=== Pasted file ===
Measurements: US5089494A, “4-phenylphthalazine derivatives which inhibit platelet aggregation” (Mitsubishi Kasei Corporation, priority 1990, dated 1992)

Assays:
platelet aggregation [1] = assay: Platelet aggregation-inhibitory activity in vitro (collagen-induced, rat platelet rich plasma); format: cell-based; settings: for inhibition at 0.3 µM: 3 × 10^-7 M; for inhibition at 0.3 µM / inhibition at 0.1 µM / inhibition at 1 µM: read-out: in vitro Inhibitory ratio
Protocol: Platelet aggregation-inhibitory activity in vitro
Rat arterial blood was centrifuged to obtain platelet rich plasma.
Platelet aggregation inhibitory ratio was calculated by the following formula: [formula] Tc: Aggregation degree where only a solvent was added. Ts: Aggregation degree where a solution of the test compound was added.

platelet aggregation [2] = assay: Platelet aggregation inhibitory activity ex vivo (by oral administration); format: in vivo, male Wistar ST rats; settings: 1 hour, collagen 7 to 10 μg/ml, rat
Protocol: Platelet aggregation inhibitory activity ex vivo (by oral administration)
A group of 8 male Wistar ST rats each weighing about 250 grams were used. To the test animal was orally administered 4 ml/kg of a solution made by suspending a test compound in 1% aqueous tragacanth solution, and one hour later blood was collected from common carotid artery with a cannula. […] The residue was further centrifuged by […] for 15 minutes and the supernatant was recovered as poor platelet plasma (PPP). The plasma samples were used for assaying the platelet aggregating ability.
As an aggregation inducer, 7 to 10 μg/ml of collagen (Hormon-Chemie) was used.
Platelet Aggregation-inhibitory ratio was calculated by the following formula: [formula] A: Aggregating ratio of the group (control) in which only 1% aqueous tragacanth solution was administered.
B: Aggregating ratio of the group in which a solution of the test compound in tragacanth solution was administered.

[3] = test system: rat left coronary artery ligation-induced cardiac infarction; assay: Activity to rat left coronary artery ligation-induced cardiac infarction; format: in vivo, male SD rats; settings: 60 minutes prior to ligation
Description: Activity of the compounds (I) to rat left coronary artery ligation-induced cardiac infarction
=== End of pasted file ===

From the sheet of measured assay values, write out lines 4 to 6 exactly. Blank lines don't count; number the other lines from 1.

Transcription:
Protocol: Platelet aggregation-inhibitory activity in vitro
Rat arterial blood was centrifuged to obtain platelet rich plasma.
Platelet aggregation inhibitory ratio was calculated by the following formula: [formula] Tc: Aggregation degree where only a solvent was added. Ts: Aggregation degree where a solution of the test compound was added.